Walking on Water

After he had dismissed them, he went up on a mountainside by himself to pray. When evening came, he was there alone, but the boat was already a considerable distance from land, buffeted by the waves because the wind was against it.

During the fourth watch of the night, Jesus went out to them, walking on the lake. When the disciples saw him walking on the lake, they were terrified. “It’s a ghost,” they said, and cried out in fear.

But Jesus immediately said to them: “Take courage! It is I. Don’t be afraid.”

“Lord, if it’s you,” Peter replied, “tell me to come to you on the water.”

“Come,” he said.

Then Peter got down out of the boat, walked on the water and came toward Jesus. But when he saw the wind, he was afraid and, beginning to sink, cried out, “Lord, save me!”

Immediately Jesus reached out his hand and caught him. “You of little faith,” he said, “why did you doubt?”

And when they climbed into the boat, the wind died down. Then those who were in the boat worshiped him, saying, “Truly you are the Son of God.”

  • Jesus has just fed the 5,000 and now he’s about to go walking on the water. And yet sandwiched between those two astonishing miracles is his private, devotional prayer life with his heavenly Father. As much as we might be amazed by these miracles, could it be that we underestimate the significance of our own prayer life?
  • Matthew, the former tax collector, records this historical event matter-of-factly: “Jesus went out to them, walking on the lake.” This happened.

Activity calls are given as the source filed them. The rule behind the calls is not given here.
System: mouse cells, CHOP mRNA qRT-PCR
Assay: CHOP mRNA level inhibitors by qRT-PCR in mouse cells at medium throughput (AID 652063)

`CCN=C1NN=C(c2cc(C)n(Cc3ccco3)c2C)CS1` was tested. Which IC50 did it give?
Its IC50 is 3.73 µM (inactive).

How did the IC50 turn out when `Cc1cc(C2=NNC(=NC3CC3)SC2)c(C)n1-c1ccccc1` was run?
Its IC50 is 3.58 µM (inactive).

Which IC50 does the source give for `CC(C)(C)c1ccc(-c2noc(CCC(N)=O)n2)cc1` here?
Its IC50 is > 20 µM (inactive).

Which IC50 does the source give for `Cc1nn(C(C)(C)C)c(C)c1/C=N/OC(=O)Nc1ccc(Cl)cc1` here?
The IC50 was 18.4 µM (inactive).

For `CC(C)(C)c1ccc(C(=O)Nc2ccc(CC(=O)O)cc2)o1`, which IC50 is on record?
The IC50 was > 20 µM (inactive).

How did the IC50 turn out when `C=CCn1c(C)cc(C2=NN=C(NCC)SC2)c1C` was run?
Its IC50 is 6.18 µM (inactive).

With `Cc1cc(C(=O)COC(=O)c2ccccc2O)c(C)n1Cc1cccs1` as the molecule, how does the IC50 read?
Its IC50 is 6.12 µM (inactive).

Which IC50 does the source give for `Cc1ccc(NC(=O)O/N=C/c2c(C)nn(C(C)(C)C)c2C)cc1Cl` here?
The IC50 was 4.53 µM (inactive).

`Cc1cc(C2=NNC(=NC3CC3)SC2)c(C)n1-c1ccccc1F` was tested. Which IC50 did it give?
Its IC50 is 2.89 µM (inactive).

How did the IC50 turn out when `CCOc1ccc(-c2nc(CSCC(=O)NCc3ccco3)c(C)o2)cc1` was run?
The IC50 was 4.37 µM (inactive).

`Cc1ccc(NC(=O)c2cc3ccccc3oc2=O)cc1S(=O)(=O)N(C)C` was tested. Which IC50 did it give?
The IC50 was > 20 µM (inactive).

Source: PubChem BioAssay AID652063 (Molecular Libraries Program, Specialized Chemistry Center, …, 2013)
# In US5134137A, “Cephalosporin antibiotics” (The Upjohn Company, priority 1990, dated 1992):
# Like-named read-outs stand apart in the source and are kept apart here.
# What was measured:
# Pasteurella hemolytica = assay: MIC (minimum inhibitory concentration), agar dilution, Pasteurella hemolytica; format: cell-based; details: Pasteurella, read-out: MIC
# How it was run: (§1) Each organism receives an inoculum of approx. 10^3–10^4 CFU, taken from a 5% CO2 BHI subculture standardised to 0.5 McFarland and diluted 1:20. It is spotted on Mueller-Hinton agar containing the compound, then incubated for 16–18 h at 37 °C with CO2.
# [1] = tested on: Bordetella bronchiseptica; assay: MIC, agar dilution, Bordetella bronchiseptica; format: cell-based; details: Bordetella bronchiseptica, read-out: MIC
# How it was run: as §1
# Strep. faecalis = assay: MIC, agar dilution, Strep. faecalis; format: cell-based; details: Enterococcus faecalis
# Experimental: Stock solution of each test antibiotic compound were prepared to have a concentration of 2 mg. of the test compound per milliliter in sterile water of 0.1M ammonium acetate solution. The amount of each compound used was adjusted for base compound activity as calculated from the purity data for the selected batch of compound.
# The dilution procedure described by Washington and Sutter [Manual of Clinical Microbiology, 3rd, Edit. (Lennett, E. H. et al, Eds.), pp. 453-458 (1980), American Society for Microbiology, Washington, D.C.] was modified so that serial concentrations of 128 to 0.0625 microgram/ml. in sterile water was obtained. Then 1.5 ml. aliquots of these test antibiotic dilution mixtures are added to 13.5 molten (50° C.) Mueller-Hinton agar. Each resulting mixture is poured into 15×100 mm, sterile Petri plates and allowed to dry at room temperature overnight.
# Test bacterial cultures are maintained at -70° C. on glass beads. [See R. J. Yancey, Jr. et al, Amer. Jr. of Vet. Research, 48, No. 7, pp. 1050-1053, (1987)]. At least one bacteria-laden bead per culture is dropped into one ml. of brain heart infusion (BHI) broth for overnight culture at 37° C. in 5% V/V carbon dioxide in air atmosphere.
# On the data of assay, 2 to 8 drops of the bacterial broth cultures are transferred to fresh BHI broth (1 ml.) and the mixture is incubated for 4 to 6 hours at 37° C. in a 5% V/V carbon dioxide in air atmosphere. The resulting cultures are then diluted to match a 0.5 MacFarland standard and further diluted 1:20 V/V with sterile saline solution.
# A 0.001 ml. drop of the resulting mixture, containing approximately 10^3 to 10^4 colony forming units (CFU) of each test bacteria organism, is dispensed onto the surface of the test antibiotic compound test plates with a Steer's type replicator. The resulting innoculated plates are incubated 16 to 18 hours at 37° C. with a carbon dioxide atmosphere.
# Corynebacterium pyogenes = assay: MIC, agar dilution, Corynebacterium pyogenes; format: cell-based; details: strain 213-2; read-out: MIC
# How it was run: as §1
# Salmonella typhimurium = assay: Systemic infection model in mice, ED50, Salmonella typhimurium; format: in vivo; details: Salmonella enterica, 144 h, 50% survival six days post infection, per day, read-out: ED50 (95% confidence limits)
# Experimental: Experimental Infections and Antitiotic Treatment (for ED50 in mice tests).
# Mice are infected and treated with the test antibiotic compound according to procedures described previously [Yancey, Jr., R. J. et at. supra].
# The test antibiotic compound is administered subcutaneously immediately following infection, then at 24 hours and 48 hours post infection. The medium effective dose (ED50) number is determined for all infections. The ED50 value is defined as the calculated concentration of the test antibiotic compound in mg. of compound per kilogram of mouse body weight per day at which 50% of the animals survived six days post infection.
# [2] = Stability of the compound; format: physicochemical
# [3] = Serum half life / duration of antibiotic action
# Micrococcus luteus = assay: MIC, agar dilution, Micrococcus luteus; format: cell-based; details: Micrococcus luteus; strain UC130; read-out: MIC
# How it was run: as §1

• Of course, the disciples weren’t expecting this. They didn’t have a category for what they were seeing so they naturally assume that this is something out of fiction or the demonic world. But Jesus reassures them, “Take courage! It is I. Don’t be afraid.” This wouldn’t be the last time Jesus would have to reassure them that he was no ghost.
  • Peter believes that it’s Jesus. The “if” is not so much an expression of doubt, but of faith. If he’s going to go out on the water, it will only be because Jesus has commanded. Because if Jesus has commanded you to do something, no matter how impossible it may seem, then he will enable you to obey.
  • Peter’s goal is not to walk on water, primarily. Peter’s desire is to be with Jesus: “tell me to come to you.”
  • While Peter’s gaze is fixed on Christ, he has a proper perspective on the wind and waves, namely, they are nothing compared to Jesus’ power. But as soon as he loses sight of Christ, he loses a proper perspective and begins to sink. What difference would it make if we viewed our troubles and fears rightly in comparison to Jesus?
  • Here’s the gospel: the story does not end with the twelve disciples dancing on the water victoriously. No, they are cowering in the boat while Peter is about to drown. And Jesus reaches out his hand and catches Peter, and then he calms the storm. He is truly the Son of God who saves those who are drowning, and yet who cry out to him, “Lord, save me!” These are imperfect disciples whom Jesus loved and saved. This is a picture of us.
  • As an old man, did Peter ever brag to his friends about the time he walked on the water? Or, did he talk about the time his faith faltered and yet Jesus reached out and saved him?

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